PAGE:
O’CYRUS TORRENCE: Not that I can remember. We had troubles with players maybe that I didn’t know about, but not for the most part.

      Q. I was just curious from your perspective, if that had happened, what kind of message do you think that sends just across the roster?

      O’CYRUS TORRENCE: Maybe like a message to some things you just can’t put up with as a team, as a whole. We’re in this thing together, so some things you do just can’t be accepted.

      Q. Trevor Etienne, how nice of a piece is he for the offense? The other day he showed a lot of versatility.

      O’CYRUS TORRENCE: He’s a very, very like nice piece to the offense because he brings so much versatility to the offense. He can do everything we need in the running back, so he can catch it, he can go out, and he can run routes pretty well and run it well. Those type of things that we can use in a game that helps us out, he can do all those things.

      Yesterday — he’s good at returning the kicks and stuff like that, giving us good field position so we can have a better chance of scoring the offense.

      Q. A lot of the Louisiana guys are pretty fired up about playing Texas? It’s kind of not far from a lot of you guys. Are you guys going to have family there and stuff?

      O’CYRUS TORRENCE: I know I am for sure because it’s a closer ride from home to there. I know a lot of guys from Louisiana are going to have a lot of family come, and it’s definitely going to get them more fired up to go play this game.

      Q. What’s impressed you about Chris McClellan? What have you seen maybe in games that’s impressed you?

      O’CYRUS TORRENCE: Like Jaydon was saying, I seen it in fall camp, just the energy he bring to practice, and even the individual drills, like the one-on-one reps, he’s trying to go again. Like if he lose a rep, trying to go again and again. Like trying to take all the reps, stuff like that.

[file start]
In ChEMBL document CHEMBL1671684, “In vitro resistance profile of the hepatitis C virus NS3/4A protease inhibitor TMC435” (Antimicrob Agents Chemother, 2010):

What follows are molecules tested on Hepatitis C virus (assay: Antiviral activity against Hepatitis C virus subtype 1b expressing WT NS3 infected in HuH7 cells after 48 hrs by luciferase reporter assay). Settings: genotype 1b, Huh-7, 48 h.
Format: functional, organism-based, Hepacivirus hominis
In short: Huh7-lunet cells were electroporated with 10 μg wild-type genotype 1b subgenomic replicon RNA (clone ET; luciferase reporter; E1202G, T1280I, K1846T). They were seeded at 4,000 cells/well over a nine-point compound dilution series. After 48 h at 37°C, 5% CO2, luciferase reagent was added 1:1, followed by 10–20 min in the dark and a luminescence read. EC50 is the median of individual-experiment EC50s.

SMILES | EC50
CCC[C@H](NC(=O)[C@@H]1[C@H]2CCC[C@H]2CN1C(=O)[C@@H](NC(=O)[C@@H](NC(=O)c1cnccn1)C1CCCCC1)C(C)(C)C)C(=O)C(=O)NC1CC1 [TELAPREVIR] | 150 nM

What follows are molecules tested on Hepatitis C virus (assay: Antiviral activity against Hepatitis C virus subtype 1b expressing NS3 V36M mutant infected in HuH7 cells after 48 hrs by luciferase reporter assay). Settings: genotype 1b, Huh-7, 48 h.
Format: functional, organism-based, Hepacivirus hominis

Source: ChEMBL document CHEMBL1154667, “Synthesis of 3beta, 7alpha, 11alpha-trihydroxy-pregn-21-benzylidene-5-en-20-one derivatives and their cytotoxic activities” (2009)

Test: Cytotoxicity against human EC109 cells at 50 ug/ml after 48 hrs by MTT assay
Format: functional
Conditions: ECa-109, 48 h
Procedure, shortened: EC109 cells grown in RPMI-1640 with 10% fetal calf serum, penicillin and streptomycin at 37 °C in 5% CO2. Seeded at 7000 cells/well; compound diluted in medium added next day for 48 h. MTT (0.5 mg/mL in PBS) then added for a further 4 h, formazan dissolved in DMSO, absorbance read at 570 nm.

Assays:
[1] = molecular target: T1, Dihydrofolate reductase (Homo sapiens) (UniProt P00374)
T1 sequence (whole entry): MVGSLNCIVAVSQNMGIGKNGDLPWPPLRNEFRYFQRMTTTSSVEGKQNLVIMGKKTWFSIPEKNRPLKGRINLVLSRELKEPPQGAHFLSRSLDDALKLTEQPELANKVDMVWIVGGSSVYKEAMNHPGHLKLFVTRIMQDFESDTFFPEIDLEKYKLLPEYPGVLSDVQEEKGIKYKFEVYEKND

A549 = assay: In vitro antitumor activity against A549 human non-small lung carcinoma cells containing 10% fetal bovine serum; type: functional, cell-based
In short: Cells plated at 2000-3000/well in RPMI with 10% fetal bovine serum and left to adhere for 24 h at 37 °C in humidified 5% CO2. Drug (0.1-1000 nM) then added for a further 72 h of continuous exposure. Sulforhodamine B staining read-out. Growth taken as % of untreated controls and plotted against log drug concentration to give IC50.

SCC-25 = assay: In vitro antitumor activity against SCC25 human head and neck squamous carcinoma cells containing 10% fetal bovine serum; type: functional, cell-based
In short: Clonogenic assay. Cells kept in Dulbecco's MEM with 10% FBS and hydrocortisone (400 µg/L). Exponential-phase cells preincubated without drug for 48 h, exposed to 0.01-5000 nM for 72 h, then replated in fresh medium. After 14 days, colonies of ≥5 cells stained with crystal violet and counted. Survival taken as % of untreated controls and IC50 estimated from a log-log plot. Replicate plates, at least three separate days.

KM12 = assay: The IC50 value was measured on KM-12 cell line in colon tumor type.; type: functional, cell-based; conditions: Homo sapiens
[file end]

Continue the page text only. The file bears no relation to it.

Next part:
And the intensity he plays with throughout practice. Even at the end of practice when everybody’s tired, he’s one of the guys you see pops out on film. It just shows in a game. It’s impressive. I’m glad to see that it’s showing in the game so he can get the recognition he deserves.

      Q. What do you think you’ve learned about the physicality in the SEC eight games into it?

      O’CYRUS TORRENCE: It’s definitely got some difference from what I’m used to. You definitely see more players bigger and stronger and stuff like that. So it’s just a different challenge every week. It’s funner and makes the game more tough at the same time because you never know what type of players you’re going to get.

      You don’t know type of defenses, like they’re going to run pressures and things like those. It makes the game more difficult but fun at the same time.

      Q. Take us through your injury and what that process was like getting back on the field. And what you were going through in the previous game going through warmups there?

      O’CYRUS TORRENCE: It was a strain in my MCL, so it was a day-by-day injury. The week of LSU, when game day came, it was a matter of how I felt doing warmups, but Coach decided to let me make the call, whether I felt good enough to play.

      Towards the end, after warmups, I felt like I wasn’t going to be much help on the field if I tried to play through it and I could possibly hurt it even worse. So I decided to be smart and sit out. Knowing that Georgia was coming up, try to heal it all the way to be ready for Georgia.

      Q. Has it healed now?

      O’CYRUS TORRENCE: Oh, yeah, it’s good.

      Q. You guys heal fast.